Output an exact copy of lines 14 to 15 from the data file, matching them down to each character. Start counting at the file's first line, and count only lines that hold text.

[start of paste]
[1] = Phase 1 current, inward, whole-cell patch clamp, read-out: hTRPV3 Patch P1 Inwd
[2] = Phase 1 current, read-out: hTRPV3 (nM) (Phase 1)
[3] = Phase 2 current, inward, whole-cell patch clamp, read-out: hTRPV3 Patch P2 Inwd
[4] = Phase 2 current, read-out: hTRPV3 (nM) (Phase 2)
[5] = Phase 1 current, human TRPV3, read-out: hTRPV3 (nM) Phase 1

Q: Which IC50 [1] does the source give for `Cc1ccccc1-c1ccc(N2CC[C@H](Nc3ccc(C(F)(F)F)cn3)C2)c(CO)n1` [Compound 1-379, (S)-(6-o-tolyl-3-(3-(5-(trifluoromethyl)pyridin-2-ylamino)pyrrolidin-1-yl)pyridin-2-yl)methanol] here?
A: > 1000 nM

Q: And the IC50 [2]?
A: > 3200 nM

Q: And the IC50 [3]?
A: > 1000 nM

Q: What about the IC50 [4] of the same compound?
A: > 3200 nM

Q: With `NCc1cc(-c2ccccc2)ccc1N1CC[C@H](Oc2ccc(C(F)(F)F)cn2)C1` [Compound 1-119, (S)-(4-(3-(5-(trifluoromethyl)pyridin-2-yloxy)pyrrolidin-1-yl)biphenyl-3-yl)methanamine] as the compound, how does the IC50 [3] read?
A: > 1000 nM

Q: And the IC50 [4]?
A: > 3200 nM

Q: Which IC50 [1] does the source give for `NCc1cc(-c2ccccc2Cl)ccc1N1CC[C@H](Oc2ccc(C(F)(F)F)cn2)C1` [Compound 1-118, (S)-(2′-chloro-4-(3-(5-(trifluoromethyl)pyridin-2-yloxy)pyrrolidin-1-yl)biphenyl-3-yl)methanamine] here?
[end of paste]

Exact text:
Q: With `NCc1cc(-c2ccccc2)ccc1N1CC[C@H](Oc2ccc(C(F)(F)F)cn2)C1` [Compound 1-119, (S)-(4-(3-(5-(trifluoromethyl)pyridin-2-yloxy)pyrrolidin-1-yl)biphenyl-3-yl)methanamine] as the compound, how does the IC50 [3] read?
A: > 1000 nM